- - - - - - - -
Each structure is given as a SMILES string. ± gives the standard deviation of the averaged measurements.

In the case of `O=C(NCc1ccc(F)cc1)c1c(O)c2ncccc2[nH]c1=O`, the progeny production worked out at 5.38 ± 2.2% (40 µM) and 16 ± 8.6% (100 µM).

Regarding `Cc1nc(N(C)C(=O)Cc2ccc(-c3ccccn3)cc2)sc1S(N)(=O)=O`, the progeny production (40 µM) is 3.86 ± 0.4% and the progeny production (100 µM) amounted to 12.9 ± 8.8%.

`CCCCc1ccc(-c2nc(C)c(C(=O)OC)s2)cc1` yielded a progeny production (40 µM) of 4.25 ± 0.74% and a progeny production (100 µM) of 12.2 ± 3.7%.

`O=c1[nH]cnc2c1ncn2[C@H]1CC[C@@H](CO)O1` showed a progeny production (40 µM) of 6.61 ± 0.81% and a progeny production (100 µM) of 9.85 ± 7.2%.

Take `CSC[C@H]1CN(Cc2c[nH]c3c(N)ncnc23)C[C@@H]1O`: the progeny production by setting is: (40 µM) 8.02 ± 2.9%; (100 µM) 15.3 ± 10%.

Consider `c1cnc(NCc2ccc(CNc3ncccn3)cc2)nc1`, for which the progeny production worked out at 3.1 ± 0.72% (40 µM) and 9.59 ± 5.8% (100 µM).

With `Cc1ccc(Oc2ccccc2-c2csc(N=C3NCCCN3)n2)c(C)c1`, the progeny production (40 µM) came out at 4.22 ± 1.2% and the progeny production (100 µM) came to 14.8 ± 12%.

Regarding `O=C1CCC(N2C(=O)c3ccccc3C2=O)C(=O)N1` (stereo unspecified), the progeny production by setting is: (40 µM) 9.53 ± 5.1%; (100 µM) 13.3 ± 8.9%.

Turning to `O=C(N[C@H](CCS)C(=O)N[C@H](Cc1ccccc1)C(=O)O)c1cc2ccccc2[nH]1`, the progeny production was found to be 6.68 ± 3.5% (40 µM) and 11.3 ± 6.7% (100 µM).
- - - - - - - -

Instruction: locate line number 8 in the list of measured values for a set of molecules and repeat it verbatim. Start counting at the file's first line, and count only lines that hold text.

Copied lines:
With `Cc1ccc(Oc2ccccc2-c2csc(N=C3NCCCN3)n2)c(C)c1`, the progeny production (40 µM) came out at 4.22 ± 1.2% and the progeny production (100 µM) came to 14.8 ± 12%.